The Internet Education Foundation (IEF) plays an unfortunate gatekeeper role for the Congressional Internet Caucus. Jerry Berman serves as the chair of both the Center for Democracy & Technology (CDT) and the IEF (the two groups also have board members in common). IEF’s most high-profile project is the Advisory Committee to the Congressional Internet Caucus, which organizes events for Congress on new media issues. This Wed. (Jan. 30), the group is holding its annual “State of the Net” event. Such congressional meetings really require a group independent of the special interests–especially on a topic so important as the role digital communication plays in a democracy. The event has been structured to be a tame affair–there will be little reality discussed about the real state of digital communications (since groups funding the congressional meeting–including Verizon, Google, Microsoft, AT&T–wouldn’t feel generous in their future giving if they faced a serious critique).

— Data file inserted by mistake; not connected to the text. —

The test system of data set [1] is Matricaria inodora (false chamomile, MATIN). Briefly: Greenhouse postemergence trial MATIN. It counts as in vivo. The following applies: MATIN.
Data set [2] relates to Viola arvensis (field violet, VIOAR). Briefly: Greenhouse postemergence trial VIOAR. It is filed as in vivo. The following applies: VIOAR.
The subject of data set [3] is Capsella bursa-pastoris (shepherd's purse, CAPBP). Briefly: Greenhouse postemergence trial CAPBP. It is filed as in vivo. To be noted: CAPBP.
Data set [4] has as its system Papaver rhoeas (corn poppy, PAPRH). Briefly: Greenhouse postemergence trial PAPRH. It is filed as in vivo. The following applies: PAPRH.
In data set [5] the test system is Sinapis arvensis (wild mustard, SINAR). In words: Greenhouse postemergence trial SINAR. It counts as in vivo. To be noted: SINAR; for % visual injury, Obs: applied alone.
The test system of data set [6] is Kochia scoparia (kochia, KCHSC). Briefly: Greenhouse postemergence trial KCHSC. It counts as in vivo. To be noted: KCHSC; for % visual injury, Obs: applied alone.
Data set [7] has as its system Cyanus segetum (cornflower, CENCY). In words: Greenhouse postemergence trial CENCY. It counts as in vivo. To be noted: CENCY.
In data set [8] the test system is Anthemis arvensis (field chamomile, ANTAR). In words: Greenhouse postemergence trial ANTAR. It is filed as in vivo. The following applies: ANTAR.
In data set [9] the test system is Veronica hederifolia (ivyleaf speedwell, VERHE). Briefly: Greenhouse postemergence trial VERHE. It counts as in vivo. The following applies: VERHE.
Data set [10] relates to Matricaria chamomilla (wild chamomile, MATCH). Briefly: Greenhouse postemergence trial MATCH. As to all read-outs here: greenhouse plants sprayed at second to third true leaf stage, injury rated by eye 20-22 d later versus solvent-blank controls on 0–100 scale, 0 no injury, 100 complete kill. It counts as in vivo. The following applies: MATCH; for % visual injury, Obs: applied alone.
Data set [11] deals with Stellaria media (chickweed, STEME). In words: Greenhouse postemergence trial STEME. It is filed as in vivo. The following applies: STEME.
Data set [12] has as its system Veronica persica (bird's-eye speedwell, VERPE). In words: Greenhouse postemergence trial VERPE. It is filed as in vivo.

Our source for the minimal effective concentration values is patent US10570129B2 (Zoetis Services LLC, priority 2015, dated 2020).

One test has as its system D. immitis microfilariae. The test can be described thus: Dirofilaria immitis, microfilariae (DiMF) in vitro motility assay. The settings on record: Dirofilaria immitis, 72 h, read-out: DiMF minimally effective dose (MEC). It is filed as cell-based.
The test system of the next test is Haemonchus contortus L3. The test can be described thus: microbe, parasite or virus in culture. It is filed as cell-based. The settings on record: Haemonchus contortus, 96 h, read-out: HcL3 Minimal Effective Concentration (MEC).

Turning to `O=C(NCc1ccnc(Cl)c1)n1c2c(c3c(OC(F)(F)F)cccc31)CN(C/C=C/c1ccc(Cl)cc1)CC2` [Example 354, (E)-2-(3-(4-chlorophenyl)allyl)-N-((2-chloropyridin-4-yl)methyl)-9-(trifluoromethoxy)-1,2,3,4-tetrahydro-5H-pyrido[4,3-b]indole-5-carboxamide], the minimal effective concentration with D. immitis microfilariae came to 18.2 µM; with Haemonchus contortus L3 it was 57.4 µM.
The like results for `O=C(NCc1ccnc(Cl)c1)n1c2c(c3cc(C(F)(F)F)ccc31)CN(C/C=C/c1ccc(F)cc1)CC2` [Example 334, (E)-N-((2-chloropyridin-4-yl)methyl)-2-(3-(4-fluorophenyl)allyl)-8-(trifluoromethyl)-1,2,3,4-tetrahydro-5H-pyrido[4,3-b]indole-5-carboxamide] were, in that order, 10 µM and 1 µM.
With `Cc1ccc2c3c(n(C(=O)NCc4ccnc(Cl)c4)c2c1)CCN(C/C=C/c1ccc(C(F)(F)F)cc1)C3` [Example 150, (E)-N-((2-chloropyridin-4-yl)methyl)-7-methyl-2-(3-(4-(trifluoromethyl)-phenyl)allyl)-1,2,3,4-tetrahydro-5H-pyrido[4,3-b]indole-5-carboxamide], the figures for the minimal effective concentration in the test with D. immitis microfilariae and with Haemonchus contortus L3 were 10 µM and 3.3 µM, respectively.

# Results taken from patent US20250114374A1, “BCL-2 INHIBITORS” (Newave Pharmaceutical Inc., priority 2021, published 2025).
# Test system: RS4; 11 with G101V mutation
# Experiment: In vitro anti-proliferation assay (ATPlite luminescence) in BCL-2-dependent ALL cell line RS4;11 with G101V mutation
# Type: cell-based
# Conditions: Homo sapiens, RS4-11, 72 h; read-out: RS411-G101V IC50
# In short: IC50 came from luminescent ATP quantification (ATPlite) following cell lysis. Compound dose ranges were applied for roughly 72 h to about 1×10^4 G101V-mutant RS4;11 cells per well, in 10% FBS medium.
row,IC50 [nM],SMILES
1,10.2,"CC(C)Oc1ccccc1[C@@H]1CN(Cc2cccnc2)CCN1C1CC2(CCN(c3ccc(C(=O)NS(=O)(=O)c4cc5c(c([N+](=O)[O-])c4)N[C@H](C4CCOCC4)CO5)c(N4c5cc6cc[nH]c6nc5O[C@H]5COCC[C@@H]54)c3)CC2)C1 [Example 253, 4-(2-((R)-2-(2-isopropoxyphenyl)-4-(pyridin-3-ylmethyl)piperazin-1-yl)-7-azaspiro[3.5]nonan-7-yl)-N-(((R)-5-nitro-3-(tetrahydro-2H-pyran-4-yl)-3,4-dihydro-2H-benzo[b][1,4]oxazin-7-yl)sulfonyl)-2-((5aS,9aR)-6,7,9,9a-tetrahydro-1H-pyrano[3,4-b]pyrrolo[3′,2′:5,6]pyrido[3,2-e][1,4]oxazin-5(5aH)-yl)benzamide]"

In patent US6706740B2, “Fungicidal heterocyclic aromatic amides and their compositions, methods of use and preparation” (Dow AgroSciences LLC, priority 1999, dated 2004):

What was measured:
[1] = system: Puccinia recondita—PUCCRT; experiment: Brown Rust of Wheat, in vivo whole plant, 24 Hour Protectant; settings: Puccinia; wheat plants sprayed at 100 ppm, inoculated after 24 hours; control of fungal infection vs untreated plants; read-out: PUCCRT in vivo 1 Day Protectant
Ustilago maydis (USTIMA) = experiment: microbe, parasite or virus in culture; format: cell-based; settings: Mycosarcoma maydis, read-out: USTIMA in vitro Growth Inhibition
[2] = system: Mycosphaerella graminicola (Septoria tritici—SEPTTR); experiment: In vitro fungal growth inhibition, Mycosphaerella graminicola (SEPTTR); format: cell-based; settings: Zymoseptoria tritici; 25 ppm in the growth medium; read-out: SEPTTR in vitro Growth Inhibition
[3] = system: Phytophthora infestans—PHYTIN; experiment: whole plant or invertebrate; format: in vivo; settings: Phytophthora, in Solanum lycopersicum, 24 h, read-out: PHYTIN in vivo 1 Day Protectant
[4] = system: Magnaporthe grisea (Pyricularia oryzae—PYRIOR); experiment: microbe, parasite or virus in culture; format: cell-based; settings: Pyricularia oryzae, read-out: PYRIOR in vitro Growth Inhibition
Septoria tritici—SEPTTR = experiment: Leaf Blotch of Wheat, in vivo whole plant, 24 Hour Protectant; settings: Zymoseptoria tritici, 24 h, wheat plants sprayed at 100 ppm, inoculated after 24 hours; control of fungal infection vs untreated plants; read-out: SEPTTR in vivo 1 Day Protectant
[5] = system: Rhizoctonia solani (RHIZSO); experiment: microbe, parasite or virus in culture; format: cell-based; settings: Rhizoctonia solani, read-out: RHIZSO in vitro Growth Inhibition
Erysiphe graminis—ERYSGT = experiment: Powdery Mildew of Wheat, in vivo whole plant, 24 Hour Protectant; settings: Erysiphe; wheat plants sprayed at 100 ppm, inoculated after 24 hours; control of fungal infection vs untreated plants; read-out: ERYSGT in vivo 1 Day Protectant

Take the panel on social networks, entitled: “Social Networking Privacy: An Oxymoron?” Such a title fits into the current interactive ad industry/MySpace/Facebook lobbying frame that claims young people don’t care about protecting their personal data. Social network users, especially teens, are being encouraged to place all their personal details on such sites without real safeguards. That’s why it’s time for new privacy policies that provide serious privacy protections on social networks. We urge everyone to read the recent EU paper on the subject, which should help galvanize the public into action. A responsible society should act swiftly to protect privacy online, especially for its youth. As the debate builds on social networks and privacy, it will be vital to inform policymakers about the real story.